Three times, the Hens would try to run it in, and three times the Tribe would stop them. The Hens settled for a field goal by kicker Mike Perry to tie the score at 3-3.
The Tribe fumbled on its next possession giving UD the ball at the Tribe 43. Devlin, with his passing, brought the Blue Hens to the Tribe 2. With third and goal, the Blue Hens would rush the ball twice and come up empty both times turning the ball back over to the Tribe.
With 4:33 remaining in the half, Devlin took his team 66 yards in four plays, capping it off with a 51-yard touchdown pass to WR Nihja White (Wayne, Pa.) taking the lead 10-3.
With 2:25 remaining in the half, Paulus mounted a drive that went 44 yards in nine plays, but Kuhnís 42-yard field goal try missed.
There was 1:04 remaining in the half, and that was all the time Devlin needed to get his team in field goal position. Perryís try from 40 was good, and the Blue Hens had a 13-3 halftime lead.
Tribe coach Jimmye Laycock stated in his post-game news conference that his team seemed out of it, and the timing appeared to be off, thus he inserted QB Mike Callahan who had been nursing a sore ankle in to direct the offense.
With 7:19 remaining in the third quarter, and on his first offensive series, Callahan took the Tribe 70 yards in seven plays, going 3-for-3 for 52 yards and a touchdown. Callahan connected with TE Alex Gottlieb for a 15-yard touchdown pass to narrow the score to 13-10 Blue Hens. The third quarter ended with the same score.
Delaware scored early in the fourth quarter on a 20-yard field goal by Perry, increasing its lead to 16-10.
With 10:49 remaining in the game, on the ensuing drive, Callahan took his team 71 yards in nine plays, taking 4:24 off the clock. With second and goal from the Blue Hen six,
Tribe running back Jonathan Grimes executed a halfback option to perfection, hitting WR Chase Hill for the go-ahead touchdown, giving the Tribe a 17-16 lead.
There was 6:25 remaining. The Blue Hens had two chances to try and win the game. On their last chance, Perry's kick from the right hash missed wide left from 42 yards out. The Tribe ran the clock out to seal their 17-16 victory.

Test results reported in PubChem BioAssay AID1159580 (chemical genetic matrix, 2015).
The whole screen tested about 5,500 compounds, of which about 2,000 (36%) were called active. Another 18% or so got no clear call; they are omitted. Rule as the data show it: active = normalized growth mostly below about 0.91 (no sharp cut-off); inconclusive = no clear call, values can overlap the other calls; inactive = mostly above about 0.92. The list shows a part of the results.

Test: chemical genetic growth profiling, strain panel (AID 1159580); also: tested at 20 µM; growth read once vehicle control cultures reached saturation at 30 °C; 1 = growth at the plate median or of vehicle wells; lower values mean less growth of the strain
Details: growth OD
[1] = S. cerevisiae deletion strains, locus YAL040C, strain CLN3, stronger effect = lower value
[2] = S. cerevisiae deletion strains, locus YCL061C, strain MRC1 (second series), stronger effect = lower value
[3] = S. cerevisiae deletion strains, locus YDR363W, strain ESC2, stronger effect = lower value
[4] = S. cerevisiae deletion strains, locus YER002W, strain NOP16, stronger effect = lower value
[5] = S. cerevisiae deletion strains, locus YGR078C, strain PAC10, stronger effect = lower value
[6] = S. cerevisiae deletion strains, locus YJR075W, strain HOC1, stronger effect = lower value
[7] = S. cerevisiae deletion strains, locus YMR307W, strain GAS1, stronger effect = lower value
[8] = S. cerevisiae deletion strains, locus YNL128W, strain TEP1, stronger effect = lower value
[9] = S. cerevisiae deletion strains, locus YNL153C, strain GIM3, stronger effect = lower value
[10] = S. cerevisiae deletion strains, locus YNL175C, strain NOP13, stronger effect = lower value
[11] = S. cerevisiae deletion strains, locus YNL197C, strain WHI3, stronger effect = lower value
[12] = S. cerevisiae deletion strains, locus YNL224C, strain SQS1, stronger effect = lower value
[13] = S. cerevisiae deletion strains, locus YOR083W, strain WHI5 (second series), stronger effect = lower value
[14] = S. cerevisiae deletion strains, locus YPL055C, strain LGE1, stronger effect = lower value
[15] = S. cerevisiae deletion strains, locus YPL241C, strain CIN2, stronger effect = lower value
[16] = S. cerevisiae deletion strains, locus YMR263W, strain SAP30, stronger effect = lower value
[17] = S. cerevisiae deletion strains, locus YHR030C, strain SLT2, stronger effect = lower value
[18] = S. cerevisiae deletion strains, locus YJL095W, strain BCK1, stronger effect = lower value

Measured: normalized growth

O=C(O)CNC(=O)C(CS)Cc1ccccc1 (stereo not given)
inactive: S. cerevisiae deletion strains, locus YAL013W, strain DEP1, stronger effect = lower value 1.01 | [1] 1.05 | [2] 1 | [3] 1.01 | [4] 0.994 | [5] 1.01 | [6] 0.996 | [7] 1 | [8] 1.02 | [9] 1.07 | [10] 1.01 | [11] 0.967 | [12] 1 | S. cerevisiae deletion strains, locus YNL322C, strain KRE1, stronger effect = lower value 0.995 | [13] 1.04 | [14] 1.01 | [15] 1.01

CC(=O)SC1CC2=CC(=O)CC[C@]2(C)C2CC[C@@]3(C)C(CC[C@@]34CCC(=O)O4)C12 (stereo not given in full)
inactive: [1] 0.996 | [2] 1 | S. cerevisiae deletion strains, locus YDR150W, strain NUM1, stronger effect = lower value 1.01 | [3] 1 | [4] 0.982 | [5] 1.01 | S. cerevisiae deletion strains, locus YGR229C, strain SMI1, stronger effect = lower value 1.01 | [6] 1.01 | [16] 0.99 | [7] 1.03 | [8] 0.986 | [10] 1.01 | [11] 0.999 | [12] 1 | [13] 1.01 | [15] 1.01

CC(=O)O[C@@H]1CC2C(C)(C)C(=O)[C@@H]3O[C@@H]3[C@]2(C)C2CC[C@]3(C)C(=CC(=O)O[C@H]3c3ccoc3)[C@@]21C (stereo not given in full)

On the day, Callahan was 7-of-10 passing for 93 yards and a touchdown.
The following is a quote from an e-mail I received from Delaware alumnus Pat Cannon who describes himself as a middle-age former linebacker:
"Truly a disappointing day for the Blue Hens. It really could have gone either way. ... but I have to give William & Mary credit. They wanted it more."
Laycock echoed the same thing, that the game could have gone either way in his post-game news conference.
In his Monday morning teleconference call, Keeler said he liked the way his team played on both sides of the ball. Delaware left points on the field, and had a meltdown at one of the guard spots.
Delaware will focus on its red zone offense and short yardage offense during the bye week, besides going out to different states in the south for recruitment purposes. Keeler is appreciative of the bye week as he thinks his team needs a rest for some of his players to get healthy.
Rhode Island (2-5, 1-3 CAA) at Towson (1-6, 0-4 CAA), 3:30 p.m.
Series: Tied 5-5
The last time these teams met was in October 2009, with Towson winning 36-28 in Kingston. URI's last win came back in October 2004, where URI won 28-16 at Towson.
This will be Towson's homecoming game, with the Tigers holding a 30-12 homecoming record. This game will be the fourth time Towson has hosted Rhode Island for homecoming.
The Rams are 0-4 on the road, but has put up more than 28 points the last two times it has played Towson. The Rams are the only team in the CAA that has lost three games by seven points or less.
The Tigers are 1-2 at home, and this game marks the first conference game that Towson is playing and its opponent is not a nationally ranked team. Towson is second in the CAA in pass defense only allowing 158.9 yard per game. The Tigers will try to slow down the Rhody passing attack as URI is seventh in the CAA in pass offense averaging 170.3 yards per game.
Turnovers and penalties have been the undoing of both teams. Whatever team commits the fewest errors will win. Road games have been tough for Rhody. Both Sagarin and the GPI has URI as the favorite.
The Tigers need a victory, and on homecoming, not much else could be sweeter. It will be close, but the Tigers prevail. Tigers 28-Rams 27. Upset Meter .
No. 18 Massachusetts (4-3, 2-2 CAA) at No. 15 James Madison (4-3, 1-3 CAA), 3:30 p.m.
Series: Massachusetts leads 7-6-1
Both teams enter this matchup having lost two straight. Both need the victory to keep their playoff hopes alive. UMass is 2-4 in games played at Bridgeforth Stadium. JMU won the last meeting up in McGuirk Stadium 17-14 in 2009.
UMass last won in 2005, 10-7 in Amherst. UMass last won in Harrisonburg back in 2002, 14-7.
JMU is 2nd in the CAA in scoring defense only allowing 13.4 points per game. UMass is fifth in the CAA in scoring offense averaging 24.4 points per game. In UMass' last two outings, it was held to 10 points by Richmond and 13 by New Hampshire.